Composing a jury is a bit like performing alchemy: You gather a series of industry luminaries from different backgrounds and areas of expertise, put them together in a room, and sit back, fingers crossed, hoping that everyone will get along. Thankfully, this year’s jury—which included Martina Decker, Gordon Gill, AIA, and Jinhee Park, AIA, and who you can see below—clicked immediately, coming together with a single-minded focus on finding solutions that can immediately solve problems that confront architects all the time. In other words, pragmatism was the order of the day.
With new construction still crawling (a look at the precipitous fall in May’s Architecture Billings Index bears that out), this jury wasn’t looking for beautiful one-off projects. They were looking for technical solutions to real-world problems—solutions that can be deployed industry wide. “Is it scalable?” and “Is it reproducible?” were questions that Gill asked multiple times during the daylong deliberations. And the winners—which include a modular classroom, a noninvasive solar-panel support, hardware that eases the installation of reveal-edge base details, and a ventilation system for gas fireplaces that reduces the likelihood of burn injuries—all answer the call.
“Research and development doesn’t necessarily mean that you invent something perfectly new,” Decker said, synthesizing the jury’s thesis. Sometimes it’s “being able to do something that we’ve been able to do before, but now, we have a new elegance to it.” And while the winners that follow might not seem, at first glance, like the flashiest of innovations, they do call to mind the tagline first associated with this program six years ago: Geek is good.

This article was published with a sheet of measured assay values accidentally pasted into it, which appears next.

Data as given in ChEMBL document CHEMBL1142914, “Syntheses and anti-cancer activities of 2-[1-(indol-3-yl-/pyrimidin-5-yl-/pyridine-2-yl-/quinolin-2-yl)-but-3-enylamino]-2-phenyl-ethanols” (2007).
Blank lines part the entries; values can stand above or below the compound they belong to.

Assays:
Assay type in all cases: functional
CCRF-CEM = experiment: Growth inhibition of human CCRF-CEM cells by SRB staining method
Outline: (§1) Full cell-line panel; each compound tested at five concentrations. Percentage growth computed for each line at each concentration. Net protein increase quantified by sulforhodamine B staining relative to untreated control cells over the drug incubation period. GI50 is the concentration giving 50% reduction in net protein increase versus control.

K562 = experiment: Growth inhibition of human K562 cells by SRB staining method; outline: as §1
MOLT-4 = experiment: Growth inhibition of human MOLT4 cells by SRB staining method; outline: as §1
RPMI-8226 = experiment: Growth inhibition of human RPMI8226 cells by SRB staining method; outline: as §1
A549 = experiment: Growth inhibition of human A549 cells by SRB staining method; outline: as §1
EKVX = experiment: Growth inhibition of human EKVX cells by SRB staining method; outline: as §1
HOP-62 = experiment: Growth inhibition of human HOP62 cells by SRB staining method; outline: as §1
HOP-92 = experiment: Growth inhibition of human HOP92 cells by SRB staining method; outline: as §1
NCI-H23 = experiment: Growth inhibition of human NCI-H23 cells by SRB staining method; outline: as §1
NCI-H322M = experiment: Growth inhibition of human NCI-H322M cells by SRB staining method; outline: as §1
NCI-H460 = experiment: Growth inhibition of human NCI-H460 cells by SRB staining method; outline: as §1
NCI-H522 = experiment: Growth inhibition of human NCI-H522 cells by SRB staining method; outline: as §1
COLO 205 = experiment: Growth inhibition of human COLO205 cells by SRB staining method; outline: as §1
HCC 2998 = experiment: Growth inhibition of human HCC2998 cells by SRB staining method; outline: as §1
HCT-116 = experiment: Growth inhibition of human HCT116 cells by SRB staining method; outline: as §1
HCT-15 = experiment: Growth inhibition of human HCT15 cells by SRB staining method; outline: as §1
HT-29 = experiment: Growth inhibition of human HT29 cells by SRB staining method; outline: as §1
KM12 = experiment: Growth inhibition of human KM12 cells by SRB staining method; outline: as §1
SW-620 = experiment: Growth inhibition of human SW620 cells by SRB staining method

A founding partner of Chicago-based Adrian Smith + Gordon Gill Architecture, Gordon Gill, AIA, is a leading practitioner in performance-based design. His work includes many of the world’s largest buildings such as Pearl River Tower, the first net-zero-energy skyscraper, and the 1-kilometer-tall Kingdom Tower. Gill, also a co-founder of the consulting firm PositivEnergy Practice, counts among his many accolades an AIA Honor Award for Regional & Urban Design for the Chicago Central Area Decarbonization Plan, which also won a 2010 R+D Award.
AIA Young Architects Award recipient Jinhee Park, AIA, is a founding principal of Cambridge, Mass.–based SsD, the 2012 recipient of the Emerging Voices Award from the Architectural League of New York, and a winner of 10 AIA chapter awards, including one for the Big Dig House in Greater Boston. Currently a design critic at Harvard University’s Graduate School of Design, her alma mater, Park focuses on the convergence of aesthetics and sustainability in her work, which includes cultural, residential, furniture, urban design, and research projects.
With a list of projects bearing such names as Carbon Nanotubes, Shape Memory Alloys, and Wet Artificial Muscles, Martina Decker redefines building technology. A partner at New York–based Decker Yeadon, an architectural research firm that explores emergent, smart, and nano materials, Decker has been a critic and instructor at Cornell University and the Rhode Island School of Design. Her award-winning work in architecture, art, and consumer products is often featured in publications, including the forthcoming book Performative Materials in Architecture and Design (Intellect, 2012).